Digital Communication Case Studies: Buzzfeed, Vice & Huffington Post

Instructor: Scott Tuning

Scott has been a faculty member in higher education for over 10 years. He holds an MBA in Management, an MA in counseling, and an M.Div. in Academic Biblical Studies.

The Information Age has dramatically altered the landscape of print media, but easy access to digital content doesn't have to be the death knell for print media organizations. These case studies demonstrate how digital-only publications can be the future for companies currently relying on print media.

Pressure Sources on Print Media

Agree or disagree: easy, online access to information is the only challenge facing print publications. What evidence do you rely on to support your position?

Sure, free and easy access to online news and editorial content have made for tough times in the print media industry, but more specific market influences are also responsible:

  • Consumers who prefer small-screen devices as a primary means of content consumption is rising, while the preference for large-screen formats (PCs, iPads, etc.) is dropping.
  • Consumers are gravitating toward content that is intentionally politically left or right leaning. This means that the line between hard facts and editorial opinions is becoming blurrier by the day.
  • Social media is becoming a substantial traffic referral source for all-digital content.

Some digital-only publications succeeded because they accounted for more than just the easy, internet-based access as the challenge they had to overcome. So let's look at three companies that succeeded in this new environment and examine how they achieved that level of success.


In 2005, Arianna Huffington and Kenneth Lerer joined forces to enter the arena of digital news content. At the time of the founding, HuffPost (initially branded the Huffington Post) was intentionally positioned as a politically liberal-leaning publication that would be something of a left-of-center counterpart to the right-leaning The Drudge Report (also an all-digital content provider).

From this information, which of the three major negative influences on print media is most relevant to HuffPost?

A consumer preference for less-neutral sources put HuffPost on the road to success as a news aggregation service. Aggregation describes the manner in which content providers like HuffPost and Drudge automatically traverse the internet looking for headlines that fit well into the political leanings of the publication's readers.

By mining these headlines from other internet sources, consumers chose to obtain their news from sources consistent with their political leanings (although many did not realize that the content being aggregated was, in fact, being chosen with their political preference in mind).

Why did the aggregation of headlines place HuffPost on the path to all-digital success? To answer that question, compare a few headlines:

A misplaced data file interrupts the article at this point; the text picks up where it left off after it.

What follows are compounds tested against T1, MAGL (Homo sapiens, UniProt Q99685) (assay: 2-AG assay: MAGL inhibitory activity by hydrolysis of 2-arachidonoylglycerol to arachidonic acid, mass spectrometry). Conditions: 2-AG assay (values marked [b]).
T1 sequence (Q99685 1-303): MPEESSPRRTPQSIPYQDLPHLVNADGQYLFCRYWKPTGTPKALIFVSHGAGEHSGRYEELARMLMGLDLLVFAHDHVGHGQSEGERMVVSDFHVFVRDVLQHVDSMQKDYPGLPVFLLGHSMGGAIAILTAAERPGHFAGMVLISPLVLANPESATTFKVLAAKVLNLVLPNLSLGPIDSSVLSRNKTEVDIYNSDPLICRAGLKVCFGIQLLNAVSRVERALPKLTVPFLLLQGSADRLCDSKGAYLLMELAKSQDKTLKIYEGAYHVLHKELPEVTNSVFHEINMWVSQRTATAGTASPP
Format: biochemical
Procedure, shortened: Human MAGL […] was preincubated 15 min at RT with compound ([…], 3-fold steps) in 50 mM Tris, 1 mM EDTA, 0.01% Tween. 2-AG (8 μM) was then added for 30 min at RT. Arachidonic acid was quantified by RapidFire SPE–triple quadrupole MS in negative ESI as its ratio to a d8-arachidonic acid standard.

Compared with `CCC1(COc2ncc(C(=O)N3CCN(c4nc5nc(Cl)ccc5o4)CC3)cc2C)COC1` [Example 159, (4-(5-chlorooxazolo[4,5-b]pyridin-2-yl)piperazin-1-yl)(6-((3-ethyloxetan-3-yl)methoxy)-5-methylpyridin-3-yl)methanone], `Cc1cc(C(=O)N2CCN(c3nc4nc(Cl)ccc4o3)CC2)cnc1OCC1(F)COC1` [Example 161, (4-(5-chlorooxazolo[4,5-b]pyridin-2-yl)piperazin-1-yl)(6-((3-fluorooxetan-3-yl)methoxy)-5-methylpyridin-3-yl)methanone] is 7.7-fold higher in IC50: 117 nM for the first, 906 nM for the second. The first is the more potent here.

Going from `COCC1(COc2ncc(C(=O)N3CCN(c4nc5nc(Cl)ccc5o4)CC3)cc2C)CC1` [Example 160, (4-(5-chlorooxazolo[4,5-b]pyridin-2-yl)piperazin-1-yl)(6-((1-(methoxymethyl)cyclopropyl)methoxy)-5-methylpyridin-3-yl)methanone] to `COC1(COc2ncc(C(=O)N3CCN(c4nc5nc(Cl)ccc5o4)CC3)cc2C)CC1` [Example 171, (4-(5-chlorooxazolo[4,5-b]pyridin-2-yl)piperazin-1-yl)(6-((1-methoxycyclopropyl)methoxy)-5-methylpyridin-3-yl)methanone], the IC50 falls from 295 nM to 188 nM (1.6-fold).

Picked Up by Left-Leaning Aggregator Picked Up by Right-Leaning Aggregator
President Clinton Unlikely to be Convicted in Senate Clinton Faces Senate Trial After House Refers Articles of Impeachment
Gunman Kills Eight With Legal Assault Rifle Mentally Ill Man Involved in Shooting Incident
Migrants Face Hunger, Thirst on Grueling Trek to the US Border Illegal Immigrants Demand Food and Water During March to the Border

Today, HuffPost is a major player in the online news space covering a wide range of news, gossip, and editorial content in numerous countries and languages. In short, HuffPost succeeded as an all-digital ''newspaper'' of sorts because it effectively leveraged often-unconscious consumer preferences to consume news coverage that aligns with their own political persuasion.

Vice Magazine

A second industry success story, this time a print publication, is Vice Magazine. When it comes to advertising, one of the most fiercely coveted target segments is ''millennials''. Because of a high circulation among this demographic, Vice has proven the ability to secure enough advertisers to keep the publication in print. However, Vice Magazine's simultaneous expansion into the digital content arena through music, entertainment, and additional web sites has made the Vice brand more rounded and diverse than it's original print-only status would suggest.

Like HuffPost, Vice did not launch with a corporate mission to provide mass market hard news stories. Initially, Vice focused on pieces related to the arts, entertainment, and lifestyle. It's success was and still is bolstered by the fact that the magazine offers lots of fresh subject matter, but it is further supported by the brand's demonstrated ability to enter the digital content world and expand into other media-related ventures.

To keep readers interested, Vice has substantially more contributors than a typical content provider with many only writing a few pieces every year.

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